The entire trucking industry is suffering from a lack of licensed truck drivers to the point where they are paying signing bonuses and high wages to attract qualified drivers. And that is just one element of the problems that are being faced today in getting merchandise into the stores that includes food, gasoline and all other essentials, and threatens the Christmas holiday this year.

So, when will this problem stabilize itself? There are a range of opinions from a variety of sources, but the truth is, no one really knows. All we have are educated guesses. There is no one thing that is going to make the difference.

One problem is that everybody has been led to believe that the coronavirus has the potential to be a killer or at least is transmissible from person-to-person in close proximity. So many companies err on the side of caution. With demands that employees get the jab or lose their job, or that the government closes down certain businesses because of failure to adopt their unconstitutional procedures, the problem has the potential of increasing. The government continues to push the vaccine, which is not a vaccine at all. Their insistence on this one treatment ignores therapeutics that are commonly available and at low cost such as Remdesivir and Ivermectin, among others.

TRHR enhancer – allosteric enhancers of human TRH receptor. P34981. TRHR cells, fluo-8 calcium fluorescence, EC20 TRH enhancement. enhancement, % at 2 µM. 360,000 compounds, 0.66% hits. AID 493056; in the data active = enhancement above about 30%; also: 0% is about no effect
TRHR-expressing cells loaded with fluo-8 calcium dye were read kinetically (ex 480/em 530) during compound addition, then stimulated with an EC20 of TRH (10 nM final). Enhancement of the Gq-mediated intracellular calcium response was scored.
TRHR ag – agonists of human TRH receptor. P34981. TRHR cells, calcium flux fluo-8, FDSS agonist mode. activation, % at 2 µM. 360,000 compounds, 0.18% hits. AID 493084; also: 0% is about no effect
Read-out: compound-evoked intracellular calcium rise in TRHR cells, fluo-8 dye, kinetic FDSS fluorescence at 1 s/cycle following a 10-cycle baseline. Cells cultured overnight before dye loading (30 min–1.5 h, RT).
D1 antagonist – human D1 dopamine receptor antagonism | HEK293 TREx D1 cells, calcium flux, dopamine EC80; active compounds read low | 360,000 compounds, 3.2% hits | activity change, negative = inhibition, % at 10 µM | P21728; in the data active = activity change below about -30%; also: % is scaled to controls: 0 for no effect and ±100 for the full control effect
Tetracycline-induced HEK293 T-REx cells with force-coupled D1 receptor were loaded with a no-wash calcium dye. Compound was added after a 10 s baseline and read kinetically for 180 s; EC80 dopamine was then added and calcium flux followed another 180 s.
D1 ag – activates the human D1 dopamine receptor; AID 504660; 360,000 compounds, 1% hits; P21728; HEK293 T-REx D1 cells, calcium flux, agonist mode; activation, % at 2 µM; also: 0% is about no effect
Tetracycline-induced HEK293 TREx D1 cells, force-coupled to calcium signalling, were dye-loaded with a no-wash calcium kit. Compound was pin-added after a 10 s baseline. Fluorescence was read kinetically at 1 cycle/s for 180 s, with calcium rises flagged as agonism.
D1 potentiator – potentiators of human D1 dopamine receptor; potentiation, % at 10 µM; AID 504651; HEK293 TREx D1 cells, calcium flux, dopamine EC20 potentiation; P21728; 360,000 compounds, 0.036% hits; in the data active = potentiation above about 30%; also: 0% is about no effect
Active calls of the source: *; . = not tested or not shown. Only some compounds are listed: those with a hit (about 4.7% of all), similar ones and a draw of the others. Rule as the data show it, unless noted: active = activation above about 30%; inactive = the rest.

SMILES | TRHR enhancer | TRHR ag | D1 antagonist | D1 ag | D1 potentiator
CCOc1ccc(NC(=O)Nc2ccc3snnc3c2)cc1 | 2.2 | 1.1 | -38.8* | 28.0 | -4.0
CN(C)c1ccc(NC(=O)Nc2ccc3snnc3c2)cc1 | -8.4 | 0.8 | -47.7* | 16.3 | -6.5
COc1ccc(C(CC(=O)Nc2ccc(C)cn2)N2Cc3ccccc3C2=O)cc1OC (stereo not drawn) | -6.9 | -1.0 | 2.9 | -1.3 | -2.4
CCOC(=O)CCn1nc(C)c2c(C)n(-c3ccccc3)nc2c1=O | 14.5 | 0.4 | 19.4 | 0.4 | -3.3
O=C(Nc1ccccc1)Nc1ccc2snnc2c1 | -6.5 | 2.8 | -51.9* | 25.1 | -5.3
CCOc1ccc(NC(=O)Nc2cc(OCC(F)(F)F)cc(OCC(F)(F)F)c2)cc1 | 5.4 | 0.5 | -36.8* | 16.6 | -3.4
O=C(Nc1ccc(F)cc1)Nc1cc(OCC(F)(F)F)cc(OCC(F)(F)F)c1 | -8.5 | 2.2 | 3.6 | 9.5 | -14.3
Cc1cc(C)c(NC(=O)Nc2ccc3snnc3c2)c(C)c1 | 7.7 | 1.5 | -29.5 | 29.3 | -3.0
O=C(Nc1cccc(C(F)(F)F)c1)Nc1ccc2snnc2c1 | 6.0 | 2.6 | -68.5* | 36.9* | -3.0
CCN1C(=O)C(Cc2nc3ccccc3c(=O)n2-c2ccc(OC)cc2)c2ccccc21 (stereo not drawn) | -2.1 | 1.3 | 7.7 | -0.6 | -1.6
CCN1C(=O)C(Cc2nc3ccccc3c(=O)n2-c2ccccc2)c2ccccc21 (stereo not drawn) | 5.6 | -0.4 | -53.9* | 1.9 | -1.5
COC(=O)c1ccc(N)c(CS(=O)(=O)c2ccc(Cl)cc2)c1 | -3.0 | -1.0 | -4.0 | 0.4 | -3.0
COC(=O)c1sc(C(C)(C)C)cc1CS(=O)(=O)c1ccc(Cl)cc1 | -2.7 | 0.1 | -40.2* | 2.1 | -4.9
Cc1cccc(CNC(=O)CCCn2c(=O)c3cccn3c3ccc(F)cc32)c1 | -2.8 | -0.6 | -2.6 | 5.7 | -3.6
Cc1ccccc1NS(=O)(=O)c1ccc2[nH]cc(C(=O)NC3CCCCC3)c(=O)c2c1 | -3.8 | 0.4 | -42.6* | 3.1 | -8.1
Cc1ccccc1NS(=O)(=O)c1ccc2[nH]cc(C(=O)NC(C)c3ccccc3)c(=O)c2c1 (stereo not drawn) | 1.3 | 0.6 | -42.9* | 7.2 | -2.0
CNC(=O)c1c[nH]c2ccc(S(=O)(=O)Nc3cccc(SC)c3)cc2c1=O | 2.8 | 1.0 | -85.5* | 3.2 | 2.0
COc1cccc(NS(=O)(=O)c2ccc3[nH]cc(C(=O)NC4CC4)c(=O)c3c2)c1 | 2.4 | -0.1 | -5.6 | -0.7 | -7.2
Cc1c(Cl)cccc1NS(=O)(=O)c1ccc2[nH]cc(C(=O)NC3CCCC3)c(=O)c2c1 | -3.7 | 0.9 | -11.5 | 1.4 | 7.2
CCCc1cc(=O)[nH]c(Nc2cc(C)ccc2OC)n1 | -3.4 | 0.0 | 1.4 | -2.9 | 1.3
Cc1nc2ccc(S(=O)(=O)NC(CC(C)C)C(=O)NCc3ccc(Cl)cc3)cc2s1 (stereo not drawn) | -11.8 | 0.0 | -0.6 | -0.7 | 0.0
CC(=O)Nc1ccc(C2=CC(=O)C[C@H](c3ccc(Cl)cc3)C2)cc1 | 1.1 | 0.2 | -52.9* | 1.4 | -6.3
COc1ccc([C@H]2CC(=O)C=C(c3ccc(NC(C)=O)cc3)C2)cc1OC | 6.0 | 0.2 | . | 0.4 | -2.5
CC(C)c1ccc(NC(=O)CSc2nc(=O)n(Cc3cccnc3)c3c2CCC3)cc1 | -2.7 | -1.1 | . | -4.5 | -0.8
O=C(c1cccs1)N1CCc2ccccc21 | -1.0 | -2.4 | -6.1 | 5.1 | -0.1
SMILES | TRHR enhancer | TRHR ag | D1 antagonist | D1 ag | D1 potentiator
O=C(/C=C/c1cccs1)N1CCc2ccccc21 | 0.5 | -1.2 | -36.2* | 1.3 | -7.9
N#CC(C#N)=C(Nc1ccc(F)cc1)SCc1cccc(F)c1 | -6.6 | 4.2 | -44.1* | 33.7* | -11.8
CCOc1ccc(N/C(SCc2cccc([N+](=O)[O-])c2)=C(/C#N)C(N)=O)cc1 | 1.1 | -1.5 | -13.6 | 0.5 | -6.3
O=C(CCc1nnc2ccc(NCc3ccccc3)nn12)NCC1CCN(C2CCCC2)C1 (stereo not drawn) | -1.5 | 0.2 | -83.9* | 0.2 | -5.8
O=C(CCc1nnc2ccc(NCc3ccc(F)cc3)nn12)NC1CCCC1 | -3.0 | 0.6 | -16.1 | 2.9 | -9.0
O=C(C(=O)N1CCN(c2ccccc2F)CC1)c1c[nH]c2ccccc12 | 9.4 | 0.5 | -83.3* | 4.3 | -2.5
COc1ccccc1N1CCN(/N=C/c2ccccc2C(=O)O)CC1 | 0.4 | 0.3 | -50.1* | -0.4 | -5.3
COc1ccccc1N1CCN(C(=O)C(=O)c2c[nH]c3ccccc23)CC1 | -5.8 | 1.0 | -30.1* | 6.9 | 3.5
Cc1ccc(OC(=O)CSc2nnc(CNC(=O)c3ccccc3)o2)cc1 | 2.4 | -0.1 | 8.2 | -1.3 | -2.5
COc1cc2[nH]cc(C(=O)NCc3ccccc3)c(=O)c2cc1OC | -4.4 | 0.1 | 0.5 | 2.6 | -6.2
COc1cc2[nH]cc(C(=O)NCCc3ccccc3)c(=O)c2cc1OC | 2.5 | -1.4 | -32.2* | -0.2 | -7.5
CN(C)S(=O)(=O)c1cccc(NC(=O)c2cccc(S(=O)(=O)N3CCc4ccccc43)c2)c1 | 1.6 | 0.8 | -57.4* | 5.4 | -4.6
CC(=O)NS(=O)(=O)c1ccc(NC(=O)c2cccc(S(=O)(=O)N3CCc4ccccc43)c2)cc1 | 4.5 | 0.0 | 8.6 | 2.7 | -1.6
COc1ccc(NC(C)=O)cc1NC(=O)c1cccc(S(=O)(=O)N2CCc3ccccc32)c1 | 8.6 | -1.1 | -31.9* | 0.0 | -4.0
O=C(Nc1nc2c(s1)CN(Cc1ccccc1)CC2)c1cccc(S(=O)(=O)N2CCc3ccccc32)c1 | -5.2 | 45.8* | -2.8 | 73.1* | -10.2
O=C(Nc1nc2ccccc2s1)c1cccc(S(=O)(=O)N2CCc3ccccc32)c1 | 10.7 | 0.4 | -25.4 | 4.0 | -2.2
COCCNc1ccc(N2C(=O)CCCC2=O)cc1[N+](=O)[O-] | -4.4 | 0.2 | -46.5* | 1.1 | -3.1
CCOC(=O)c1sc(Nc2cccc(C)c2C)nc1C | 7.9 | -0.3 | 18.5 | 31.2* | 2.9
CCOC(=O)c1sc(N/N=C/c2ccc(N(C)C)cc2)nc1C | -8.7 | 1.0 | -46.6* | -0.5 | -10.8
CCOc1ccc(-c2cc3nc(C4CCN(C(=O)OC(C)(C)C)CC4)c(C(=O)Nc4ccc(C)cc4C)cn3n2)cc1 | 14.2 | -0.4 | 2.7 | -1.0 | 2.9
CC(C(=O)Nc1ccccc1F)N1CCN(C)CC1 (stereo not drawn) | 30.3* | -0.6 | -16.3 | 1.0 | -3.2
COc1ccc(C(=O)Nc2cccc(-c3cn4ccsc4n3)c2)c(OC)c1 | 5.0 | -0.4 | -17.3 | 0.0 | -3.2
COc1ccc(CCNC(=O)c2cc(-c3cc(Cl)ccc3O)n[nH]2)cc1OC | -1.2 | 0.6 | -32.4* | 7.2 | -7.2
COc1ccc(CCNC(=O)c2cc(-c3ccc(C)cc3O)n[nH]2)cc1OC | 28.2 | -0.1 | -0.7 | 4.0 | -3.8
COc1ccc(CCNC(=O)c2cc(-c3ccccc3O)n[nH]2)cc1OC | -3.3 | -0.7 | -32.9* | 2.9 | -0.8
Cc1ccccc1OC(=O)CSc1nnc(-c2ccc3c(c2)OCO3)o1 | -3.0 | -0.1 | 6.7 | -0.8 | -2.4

Most people don’t fully understand what a collapse can mean to their existence. A great many products can be removed from the supply chain without doing any real damage to society. But food is not one of them and neither is fuel. We have already seen what the effect of the Colonial Pipeline shut down did to people in the affected states. What would it be like if that example was duplicated all over the country? What if food supplies were not delivered to the stores and the available merchandise was limited at best? These are questions that we may have to face unless this supply-chain issue is resolved and quickly. The loss of Christmas, may look like child’s play compared to a full-scale collapse of the transportation industry. We can only hope that a resolution can be achieved before the doomsday affect becomes reality.